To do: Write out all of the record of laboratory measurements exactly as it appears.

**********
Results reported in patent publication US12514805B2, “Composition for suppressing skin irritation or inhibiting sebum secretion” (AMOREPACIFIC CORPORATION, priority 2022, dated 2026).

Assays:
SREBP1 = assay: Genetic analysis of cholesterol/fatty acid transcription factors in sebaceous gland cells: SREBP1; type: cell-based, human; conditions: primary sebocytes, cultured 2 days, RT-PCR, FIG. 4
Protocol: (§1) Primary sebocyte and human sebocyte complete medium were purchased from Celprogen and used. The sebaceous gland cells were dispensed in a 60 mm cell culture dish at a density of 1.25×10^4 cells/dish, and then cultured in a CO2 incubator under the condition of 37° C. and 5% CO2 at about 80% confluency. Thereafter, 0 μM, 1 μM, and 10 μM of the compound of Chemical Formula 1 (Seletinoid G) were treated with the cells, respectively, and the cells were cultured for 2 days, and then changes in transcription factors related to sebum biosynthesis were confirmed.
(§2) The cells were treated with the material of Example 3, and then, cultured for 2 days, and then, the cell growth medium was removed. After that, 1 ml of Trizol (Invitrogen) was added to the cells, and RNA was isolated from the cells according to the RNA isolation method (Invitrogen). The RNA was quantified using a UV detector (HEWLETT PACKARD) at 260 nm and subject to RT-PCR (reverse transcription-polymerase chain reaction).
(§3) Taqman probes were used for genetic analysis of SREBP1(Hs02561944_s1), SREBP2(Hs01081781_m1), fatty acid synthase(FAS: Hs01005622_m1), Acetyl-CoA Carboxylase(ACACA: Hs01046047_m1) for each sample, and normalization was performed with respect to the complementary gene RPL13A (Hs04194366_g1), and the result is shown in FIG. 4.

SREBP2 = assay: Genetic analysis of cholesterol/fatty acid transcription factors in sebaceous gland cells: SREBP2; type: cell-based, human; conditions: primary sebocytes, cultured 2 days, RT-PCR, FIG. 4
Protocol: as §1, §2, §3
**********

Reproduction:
Results reported in patent publication US12514805B2, “Composition for suppressing skin irritation or inhibiting sebum secretion” (AMOREPACIFIC CORPORATION, priority 2022, dated 2026).

Assays:
SREBP1 = assay: Genetic analysis of cholesterol/fatty acid transcription factors in sebaceous gland cells: SREBP1; type: cell-based, human; conditions: primary sebocytes, cultured 2 days, RT-PCR, FIG. 4
Protocol: (§1) Primary sebocyte and human sebocyte complete medium were purchased from Celprogen and used. The sebaceous gland cells were dispensed in a 60 mm cell culture dish at a density of 1.25×10^4 cells/dish, and then cultured in a CO2 incubator under the condition of 37° C. and 5% CO2 at about 80% confluency. Thereafter, 0 μM, 1 μM, and 10 μM of the compound of Chemical Formula 1 (Seletinoid G) were treated with the cells, respectively, and the cells were cultured for 2 days, and then changes in transcription factors related to sebum biosynthesis were confirmed.
(§2) The cells were treated with the material of Example 3, and then, cultured for 2 days, and then, the cell growth medium was removed. After that, 1 ml of Trizol (Invitrogen) was added to the cells, and RNA was isolated from the cells according to the RNA isolation method (Invitrogen). The RNA was quantified using a UV detector (HEWLETT PACKARD) at 260 nm and subject to RT-PCR (reverse transcription-polymerase chain reaction).
(§3) Taqman probes were used for genetic analysis of SREBP1(Hs02561944_s1), SREBP2(Hs01081781_m1), fatty acid synthase(FAS: Hs01005622_m1), Acetyl-CoA Carboxylase(ACACA: Hs01046047_m1) for each sample, and normalization was performed with respect to the complementary gene RPL13A (Hs04194366_g1), and the result is shown in FIG. 4.

SREBP2 = assay: Genetic analysis of cholesterol/fatty acid transcription factors in sebaceous gland cells: SREBP2; type: cell-based, human; conditions: primary sebocytes, cultured 2 days, RT-PCR, FIG. 4
Protocol: as §1, §2, §3